The Latest: Pennsylvania court asked to toss death penalty

The Latest: Pennsylvania court asked to toss death penalty
A crowd waits to enter the Pennsylvania Supreme Court at City Hall in Philadelphia, Wednesday, Sept. 11, 2019. The Pennsylvania Supreme Court is set to consider whether the death penalty amounts to cruel, arbitrary punishment that's too often reserved for black and poor defendants. (AP Photo/Matt Rourke)

PHILADELPHIA (AP) — The Latest on the Pennsylvania Supreme Court considering to end the death penalty (all times local):

12:05 p.m.:

The Pennsylvania Supreme Court is being asked to outlaw the death penalty because of what critics call the cruel way it's applied to black and poor defendants.

Opponents in court Wednesday say that more than half of the 441 death sentences handed down since the 1970s have been overturned. They say the Supreme Court needs to declare the system unconstitutional because lawmakers have failed to act.

Supporters say the high reversal rate means the appeals process is working.

The issue divides Democratic officials in a state that voted for President Donald Trump in 2016. Philadelphia District Attorney Larry Krasner supports the ban while Attorney General Josh Shapiro wants the court to uphold the statute.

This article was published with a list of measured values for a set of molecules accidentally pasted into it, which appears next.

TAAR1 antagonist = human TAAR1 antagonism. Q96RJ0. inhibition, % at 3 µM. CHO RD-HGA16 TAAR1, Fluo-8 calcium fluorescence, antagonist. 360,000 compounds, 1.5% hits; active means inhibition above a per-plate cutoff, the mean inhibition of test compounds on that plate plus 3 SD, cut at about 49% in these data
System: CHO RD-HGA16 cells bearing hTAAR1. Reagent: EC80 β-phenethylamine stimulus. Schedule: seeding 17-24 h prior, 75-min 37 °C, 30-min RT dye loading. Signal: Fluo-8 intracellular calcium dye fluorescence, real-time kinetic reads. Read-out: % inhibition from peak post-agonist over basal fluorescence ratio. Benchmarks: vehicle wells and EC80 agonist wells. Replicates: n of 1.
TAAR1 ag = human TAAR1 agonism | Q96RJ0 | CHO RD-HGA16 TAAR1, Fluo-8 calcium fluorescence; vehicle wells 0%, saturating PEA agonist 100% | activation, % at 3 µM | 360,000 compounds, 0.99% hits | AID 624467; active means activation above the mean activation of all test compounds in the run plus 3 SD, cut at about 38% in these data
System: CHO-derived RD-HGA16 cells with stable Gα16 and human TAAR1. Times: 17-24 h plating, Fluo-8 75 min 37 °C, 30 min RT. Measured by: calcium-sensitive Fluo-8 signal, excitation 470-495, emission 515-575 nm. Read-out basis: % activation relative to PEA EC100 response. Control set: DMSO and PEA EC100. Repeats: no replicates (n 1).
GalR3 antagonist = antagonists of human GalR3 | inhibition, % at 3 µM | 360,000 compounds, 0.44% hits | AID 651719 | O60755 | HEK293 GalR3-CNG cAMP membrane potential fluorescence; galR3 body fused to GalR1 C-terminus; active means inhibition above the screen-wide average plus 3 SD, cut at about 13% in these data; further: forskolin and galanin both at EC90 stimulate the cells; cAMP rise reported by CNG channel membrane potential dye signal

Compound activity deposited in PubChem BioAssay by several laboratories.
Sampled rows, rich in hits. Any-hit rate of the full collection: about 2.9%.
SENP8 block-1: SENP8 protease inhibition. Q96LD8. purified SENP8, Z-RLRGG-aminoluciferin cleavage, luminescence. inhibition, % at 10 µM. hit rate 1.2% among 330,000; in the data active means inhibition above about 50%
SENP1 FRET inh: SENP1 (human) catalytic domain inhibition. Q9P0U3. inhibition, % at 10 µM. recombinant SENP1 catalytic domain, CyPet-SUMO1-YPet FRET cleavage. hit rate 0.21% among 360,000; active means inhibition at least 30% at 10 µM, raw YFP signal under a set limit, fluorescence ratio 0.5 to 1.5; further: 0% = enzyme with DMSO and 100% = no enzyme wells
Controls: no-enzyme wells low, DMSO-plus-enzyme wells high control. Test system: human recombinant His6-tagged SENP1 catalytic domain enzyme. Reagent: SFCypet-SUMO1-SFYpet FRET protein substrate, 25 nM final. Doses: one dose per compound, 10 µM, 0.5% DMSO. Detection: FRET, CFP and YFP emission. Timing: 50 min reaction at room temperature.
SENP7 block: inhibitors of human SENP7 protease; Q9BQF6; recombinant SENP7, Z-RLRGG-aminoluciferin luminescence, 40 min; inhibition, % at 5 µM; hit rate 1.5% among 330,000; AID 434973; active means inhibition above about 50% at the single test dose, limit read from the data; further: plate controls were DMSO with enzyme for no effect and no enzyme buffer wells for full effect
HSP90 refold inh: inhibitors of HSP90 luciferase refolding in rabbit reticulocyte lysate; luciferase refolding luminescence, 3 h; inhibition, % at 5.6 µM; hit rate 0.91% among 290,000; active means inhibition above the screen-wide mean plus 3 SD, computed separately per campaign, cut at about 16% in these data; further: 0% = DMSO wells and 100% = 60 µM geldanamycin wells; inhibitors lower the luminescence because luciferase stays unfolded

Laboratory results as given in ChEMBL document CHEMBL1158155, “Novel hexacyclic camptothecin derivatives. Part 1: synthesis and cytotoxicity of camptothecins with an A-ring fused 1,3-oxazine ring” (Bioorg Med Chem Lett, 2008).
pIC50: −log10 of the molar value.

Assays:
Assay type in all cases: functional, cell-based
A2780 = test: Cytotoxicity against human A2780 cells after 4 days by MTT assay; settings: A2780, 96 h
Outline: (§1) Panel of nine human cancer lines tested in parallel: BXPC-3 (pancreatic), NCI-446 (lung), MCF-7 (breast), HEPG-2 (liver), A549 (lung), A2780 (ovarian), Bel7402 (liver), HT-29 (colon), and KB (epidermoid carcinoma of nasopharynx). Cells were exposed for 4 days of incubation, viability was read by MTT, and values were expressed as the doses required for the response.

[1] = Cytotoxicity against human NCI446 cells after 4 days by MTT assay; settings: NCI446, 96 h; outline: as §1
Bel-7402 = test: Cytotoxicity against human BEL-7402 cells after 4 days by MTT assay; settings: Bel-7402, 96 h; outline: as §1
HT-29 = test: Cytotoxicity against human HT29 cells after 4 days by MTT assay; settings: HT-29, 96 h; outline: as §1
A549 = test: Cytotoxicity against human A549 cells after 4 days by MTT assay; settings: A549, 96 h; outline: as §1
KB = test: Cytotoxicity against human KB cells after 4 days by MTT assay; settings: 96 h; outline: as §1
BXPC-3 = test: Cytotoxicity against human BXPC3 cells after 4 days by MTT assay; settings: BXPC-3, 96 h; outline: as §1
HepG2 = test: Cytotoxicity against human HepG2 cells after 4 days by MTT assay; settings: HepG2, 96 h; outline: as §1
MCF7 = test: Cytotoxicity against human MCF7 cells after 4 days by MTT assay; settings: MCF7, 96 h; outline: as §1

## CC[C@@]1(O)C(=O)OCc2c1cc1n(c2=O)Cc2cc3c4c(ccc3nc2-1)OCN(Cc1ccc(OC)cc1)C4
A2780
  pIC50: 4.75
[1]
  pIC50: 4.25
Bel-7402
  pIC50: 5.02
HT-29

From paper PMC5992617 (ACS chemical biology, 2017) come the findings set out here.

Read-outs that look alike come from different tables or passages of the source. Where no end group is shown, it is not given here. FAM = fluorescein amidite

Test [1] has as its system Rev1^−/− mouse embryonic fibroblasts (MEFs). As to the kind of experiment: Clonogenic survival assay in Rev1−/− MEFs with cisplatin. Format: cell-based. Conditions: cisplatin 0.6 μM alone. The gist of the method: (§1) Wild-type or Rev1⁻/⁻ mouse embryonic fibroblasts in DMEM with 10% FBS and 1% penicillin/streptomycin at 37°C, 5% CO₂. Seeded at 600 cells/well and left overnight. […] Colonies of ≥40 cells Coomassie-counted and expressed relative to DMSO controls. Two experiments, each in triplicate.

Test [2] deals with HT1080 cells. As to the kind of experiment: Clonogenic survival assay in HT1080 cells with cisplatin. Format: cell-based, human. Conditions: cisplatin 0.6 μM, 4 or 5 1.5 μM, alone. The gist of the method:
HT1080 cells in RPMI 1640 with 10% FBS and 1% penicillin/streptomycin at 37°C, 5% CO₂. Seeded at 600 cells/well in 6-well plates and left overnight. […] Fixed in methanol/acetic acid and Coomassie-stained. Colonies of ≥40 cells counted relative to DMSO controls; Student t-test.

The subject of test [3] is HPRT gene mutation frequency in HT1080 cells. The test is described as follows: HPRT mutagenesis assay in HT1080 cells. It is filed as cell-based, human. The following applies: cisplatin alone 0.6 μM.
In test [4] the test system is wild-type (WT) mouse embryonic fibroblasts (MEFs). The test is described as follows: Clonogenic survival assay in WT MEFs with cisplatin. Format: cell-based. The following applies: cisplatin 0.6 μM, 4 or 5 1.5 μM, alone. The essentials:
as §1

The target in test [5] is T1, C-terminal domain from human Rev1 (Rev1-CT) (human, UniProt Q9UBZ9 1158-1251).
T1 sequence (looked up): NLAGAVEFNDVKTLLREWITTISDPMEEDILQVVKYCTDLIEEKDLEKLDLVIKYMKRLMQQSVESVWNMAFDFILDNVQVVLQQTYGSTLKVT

The court did not indicate when it would rule.

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6 a.m.:

The Pennsylvania Supreme Court will consider whether the state's death penalty statute amounts to cruel, arbitrary punishment that's too often reserved for black and poor defendants.

Philadelphia District Attorney Larry Krasner opposes the death penalty and is a driving force behind the court challenge. He says that two-thirds of the 155 death sentences handed down in Philadelphia over the past 40 years were later overturned on appeal.

Critics of capital punishment say that's often because poor defendants don't get adequate legal counsel.

Pennsylvania Attorney General Josh Shapiro and the state District Attorneys Association oppose the appeal.

Just under half of the 137 men on death row in Pennsylvania are black, compared to 11% of state residents. The death penalty remains legal in 29 U.S. states.

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